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June 17, 2013
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Ag Notebook: Candy for cattle?


Patent issued for beneficial animal ‘candy’

A U.S. patent has been granted to a Kansas State University-developed “candy” that stimulates the growth, health and reproductive functions of cattle, bulls and other livestock.

Jim Drouillard, professor of animal sciences and industry, discovered a specific combination of molasses, oilseeds and oilseed extracts that when heated and evaporated, formed a substance that improves absorption of specific omega-3 fatty acids.

“It’s a free-choice type of supplement in a block form ­— sort of like a big, 250-pound piece of fancy for livestock,” Drouillard said. “It’s put in the pasture and the animals consume it whenever they want. The product’s physical characteristics restrict the animals to consuming less than a pound each day, making it a convenient and cost effective way to deliver essential nutrients.”

The substance contains desirable fats that elevate levels of specific omega-3 fatty acids in the bloodstream. The increases in omega-3 fatty acids can stimulate growth, improve immunity and enhance reproduction function and overall fertility in livestock that consume the supplement.

New Generation Feeds, a South Dakota-based company, has retained exclusive rights to the patented technology for use in its SmartLic brand of livestock supplements.

The process is used in making the company’s HorsLic supplement for equines and FlaxLic supplement for beef and dairy cattle.

— Kansas State University

Largest endowment in FFA history to impact thousands

A new endowment that has been established with the National FFA Foundation will allow thousands of future FFA members to attend the organization’s largest leadership development conference — free of charge.

Once active, the Glenn and Maggie Stith Leadership Development Fund Endowment could provide about $1,500 each for 110 eligible FFA members from throughout the country to attend the annual Washington Leadership Conference each year. The scholarship will be awarded to the National FFA Organization to cover the cost of each recipient to attend the conference and provide a stipend to cover travel, meals, lodging and other conference-related expenses.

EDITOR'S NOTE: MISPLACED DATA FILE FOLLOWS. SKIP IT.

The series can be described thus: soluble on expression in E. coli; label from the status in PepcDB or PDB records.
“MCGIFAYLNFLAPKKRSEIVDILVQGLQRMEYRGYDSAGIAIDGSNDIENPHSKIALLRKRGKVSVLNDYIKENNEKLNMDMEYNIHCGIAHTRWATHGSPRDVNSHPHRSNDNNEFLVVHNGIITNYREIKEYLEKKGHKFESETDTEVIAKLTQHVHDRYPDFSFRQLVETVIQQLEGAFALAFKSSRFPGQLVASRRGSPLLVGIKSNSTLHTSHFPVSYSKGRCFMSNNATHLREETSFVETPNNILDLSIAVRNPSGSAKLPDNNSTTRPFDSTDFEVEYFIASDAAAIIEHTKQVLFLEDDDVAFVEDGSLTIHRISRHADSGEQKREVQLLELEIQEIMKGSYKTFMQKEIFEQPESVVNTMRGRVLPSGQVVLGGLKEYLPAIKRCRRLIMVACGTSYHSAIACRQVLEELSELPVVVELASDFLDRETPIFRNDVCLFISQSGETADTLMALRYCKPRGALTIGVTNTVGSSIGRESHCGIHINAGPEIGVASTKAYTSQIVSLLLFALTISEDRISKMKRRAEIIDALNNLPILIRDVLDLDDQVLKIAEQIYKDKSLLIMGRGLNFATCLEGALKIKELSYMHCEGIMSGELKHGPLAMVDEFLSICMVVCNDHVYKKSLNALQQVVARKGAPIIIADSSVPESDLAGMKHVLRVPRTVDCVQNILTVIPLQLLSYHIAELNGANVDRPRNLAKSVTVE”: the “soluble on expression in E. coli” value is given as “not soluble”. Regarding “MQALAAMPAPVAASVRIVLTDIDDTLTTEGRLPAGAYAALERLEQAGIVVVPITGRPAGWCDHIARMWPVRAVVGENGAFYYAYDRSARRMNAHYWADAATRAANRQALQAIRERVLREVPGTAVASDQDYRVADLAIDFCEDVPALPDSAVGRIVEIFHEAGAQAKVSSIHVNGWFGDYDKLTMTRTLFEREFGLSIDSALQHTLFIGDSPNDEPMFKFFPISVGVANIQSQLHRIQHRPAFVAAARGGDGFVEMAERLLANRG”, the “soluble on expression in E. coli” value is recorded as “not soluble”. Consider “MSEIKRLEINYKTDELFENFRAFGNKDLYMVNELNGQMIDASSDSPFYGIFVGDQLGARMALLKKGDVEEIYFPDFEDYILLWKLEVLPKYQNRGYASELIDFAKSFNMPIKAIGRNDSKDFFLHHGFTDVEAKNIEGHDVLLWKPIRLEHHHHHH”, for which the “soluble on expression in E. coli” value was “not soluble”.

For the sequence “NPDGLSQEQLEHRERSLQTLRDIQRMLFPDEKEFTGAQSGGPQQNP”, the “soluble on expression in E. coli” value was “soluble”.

Glenn Stith of Ankeny, Iowa, who grew up on a family farm in Kentucky and was an FFA member in high school, was vice president of U.S. Branded Business for Seeds, Biotech Traits and Chemistry and Global Lead of Seminis Vegetable Seeds at Monsanto for 35 years. After retiring in 2010, he was named senior associate at Context Network, a business management and strategy consulting firm providing services to global agriculture, biotechnology and food companies.

Stith and wife Maggie, a senior regional director at the National FFA Foundation, announced their gift today at the 2013 Washington Leadership Conference in Washington.

— National FFA Foundation

Pearson’s Livestock Equipment earns national recognition

Jack Johnston, former owner of Pearson’s Livestock Equipment of Thedford, Neb., this year was awarded a plaque by the Nebraska Small Business Association for honorable mention in the U.S. Small Business Administration from Nebraska’s Congressional 3rd District.

June 17-21 is National Small Business Week.

Each year all states select their choice to vie for national small business of the year, which will be announced June 21 in Washington.

Though not winning the state award, to receive honorable mention is pretty amazing in itself, so says the retired business owner. Pearson’s began in a ranch shop by Bud Pearson in 1962 when Bud made a self-catching headgate to allow him to process cattle by himself easier.

Bud and wife, Evelyn, moved and expanded the business in 1963 to the east edge of Thedford.

As of Jan. 10, Jack looks forward to retirement, as Pearson’s Inc. has been sold to new owners.

Jack and Gail in January completed the sale of the business.

— Terri Licking, Thedford, Neb.

10 Years Later, a Shelterbelt Proves to Be a Wise Investment

South Dakota’s harsh winters can be tough on a farm or ranch, and conservation improvements like a shelterbelt can help shield buildings, crops and livestock from the wind and snow.

Ken Mouw, a CEO-turned-farmer, has used a shelterbelt—a band of trees and shrubs — to protect his Elk Point, S.D. farm against rough weather over the past 10 years.

USDA’s Natural Resources Conservation Service and the Union County Conservation District helped Mouw design the shelterbelt, consisting of trees and shrubs of different heights and densities that all work together to protect from the northern and western winds, keeping snow from collecting in his driveway during a snow storm.

Mouw’s L-shaped shelterbelt has seven rows populated with dogwood, maple, crabapple, hackberry, ash and cedar trees. One side is 660 feet long, and the other is 550.

The surrounding farming community is predominantly cropland, and Mouw’s shelterbelt serves as an oasis for a variety of wildlife, including deer, turkey, rabbit, squirrel and quail.

It also provides privacy and adds aesthetic value to his property.

— Natural Resources Conservation Service




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The Fence Post Updated Oct 16, 2013 02:41PM Published Aug 5, 2013 10:11AM Copyright 2013 The Fence Post. All rights reserved. This material may not be published, broadcast, rewritten or redistributed.